Precision medicine for understudied populations

by Roxana Daneshjou, guest contributor

Precision medicine, which leverages a patient’s genetics to help make medical decisions, has the potential to revolutionize medicine. Its applications are numerous: from predicting who may have an adverse reaction to a medication, to allowing targeted therapies of cancer with particular mutations. In 2015, President Obama’s State of the Union announced an initiative to further our understanding of precision medicine and to build the infrastructure to implement it. An important part of this initiative is building a large diverse research cohort to help discover disease-gene and drug-gene associations. The key word is diverse – because genetic risk factors can be population-specific. In the past, individuals of African, Hispanic, and Middle Eastern ancestry have been understudied. Only by including individuals from all different ancestral backgrounds can we hope to implement precision medicine in an inclusive way.

In 2011, Russ Altman’s research group was pondering the importance of inclusive precision medicine when it became clear that several studies examining the baseline genetic variation across the globe, 1000 Genomes and the International HapMap Project, had an underrepresentation of Middle Eastern populations. As a scientist of Iranian descent who had undergone direct-to-consumer genotyping with 23andMe, I wondered how to make sense of my data when no baseline genetic study of the Iranian population existed. When scientists Dr. Mostafa Ronaghi and Dr. Pardis Sabeti approached Dr. Altman’s group about the idea of creating such a baseline, I was immediately interested. Through the generous support of the PARSA Foundation, we began our journey to create a genetic baseline of the Iranian population.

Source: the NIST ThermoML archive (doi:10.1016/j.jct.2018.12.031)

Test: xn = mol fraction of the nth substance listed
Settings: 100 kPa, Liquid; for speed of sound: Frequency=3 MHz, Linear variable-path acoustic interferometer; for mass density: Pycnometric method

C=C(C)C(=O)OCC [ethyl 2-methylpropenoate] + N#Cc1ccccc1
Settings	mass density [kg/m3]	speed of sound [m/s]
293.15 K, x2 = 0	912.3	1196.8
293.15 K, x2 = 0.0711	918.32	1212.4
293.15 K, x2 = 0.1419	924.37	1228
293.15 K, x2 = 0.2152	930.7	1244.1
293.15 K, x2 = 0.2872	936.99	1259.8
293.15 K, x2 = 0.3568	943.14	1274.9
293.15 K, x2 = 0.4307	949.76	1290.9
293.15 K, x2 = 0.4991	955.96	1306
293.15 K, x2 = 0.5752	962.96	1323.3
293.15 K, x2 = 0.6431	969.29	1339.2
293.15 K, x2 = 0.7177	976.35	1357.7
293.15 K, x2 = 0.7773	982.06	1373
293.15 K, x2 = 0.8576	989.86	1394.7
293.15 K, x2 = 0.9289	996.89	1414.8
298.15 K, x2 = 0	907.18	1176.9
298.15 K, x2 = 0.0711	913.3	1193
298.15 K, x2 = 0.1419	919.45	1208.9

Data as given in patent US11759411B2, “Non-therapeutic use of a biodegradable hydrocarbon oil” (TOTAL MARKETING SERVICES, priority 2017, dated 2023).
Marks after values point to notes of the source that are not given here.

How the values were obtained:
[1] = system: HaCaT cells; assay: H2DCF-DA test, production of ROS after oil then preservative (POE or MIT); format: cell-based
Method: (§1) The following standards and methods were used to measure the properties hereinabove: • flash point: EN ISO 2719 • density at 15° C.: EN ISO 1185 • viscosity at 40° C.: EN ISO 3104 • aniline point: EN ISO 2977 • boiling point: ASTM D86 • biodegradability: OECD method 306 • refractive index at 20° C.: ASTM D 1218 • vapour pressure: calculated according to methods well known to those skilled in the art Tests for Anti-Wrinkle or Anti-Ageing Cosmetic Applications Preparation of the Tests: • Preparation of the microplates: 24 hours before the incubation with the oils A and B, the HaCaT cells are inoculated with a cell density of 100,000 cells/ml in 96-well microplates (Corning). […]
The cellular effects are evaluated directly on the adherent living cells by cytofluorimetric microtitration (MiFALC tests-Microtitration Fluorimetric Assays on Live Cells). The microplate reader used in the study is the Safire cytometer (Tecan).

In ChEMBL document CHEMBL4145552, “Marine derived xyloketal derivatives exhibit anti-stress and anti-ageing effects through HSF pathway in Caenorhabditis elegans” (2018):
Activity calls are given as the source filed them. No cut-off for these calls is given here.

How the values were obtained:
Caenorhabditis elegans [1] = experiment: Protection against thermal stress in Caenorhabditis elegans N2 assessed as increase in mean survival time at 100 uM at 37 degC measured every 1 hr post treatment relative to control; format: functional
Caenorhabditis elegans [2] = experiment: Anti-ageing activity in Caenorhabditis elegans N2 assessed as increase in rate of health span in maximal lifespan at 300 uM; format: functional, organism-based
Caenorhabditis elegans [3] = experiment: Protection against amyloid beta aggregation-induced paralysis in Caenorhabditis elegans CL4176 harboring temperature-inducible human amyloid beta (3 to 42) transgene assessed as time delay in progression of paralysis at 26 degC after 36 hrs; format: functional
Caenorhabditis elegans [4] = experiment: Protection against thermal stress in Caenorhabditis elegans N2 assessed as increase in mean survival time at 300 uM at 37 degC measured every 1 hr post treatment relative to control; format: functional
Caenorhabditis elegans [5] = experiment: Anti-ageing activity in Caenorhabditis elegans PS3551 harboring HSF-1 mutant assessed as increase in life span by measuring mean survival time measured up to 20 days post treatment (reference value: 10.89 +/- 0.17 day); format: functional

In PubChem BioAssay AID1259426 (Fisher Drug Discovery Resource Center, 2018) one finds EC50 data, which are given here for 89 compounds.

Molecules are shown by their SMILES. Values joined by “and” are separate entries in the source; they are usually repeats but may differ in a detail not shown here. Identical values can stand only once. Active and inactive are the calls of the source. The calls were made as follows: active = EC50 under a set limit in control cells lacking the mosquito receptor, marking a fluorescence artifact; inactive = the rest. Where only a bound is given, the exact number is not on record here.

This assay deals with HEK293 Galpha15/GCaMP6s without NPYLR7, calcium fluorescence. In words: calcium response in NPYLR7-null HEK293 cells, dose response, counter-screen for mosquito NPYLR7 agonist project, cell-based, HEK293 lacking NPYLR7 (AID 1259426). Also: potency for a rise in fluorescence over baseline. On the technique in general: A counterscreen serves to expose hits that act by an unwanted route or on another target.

Our first roadblock appeared when we spent months exploring the feasibility of collecting samples in Iran. Due to the economic sanctions at that time, it turned out that establishing a collaboration with an Iranian university and collecting samples there would be nearly impossible. In the United States, however, the Iranian diaspora has created a sizeable population generally representing the diversity of sub-ethnic groups in Iran.  We turned to this population to collect our samples and conducted high coverage sequencing of 77 healthy individuals. This data can be used for answering some questions about the population’s history and also as a baseline for scientists interested in studying disease in this population.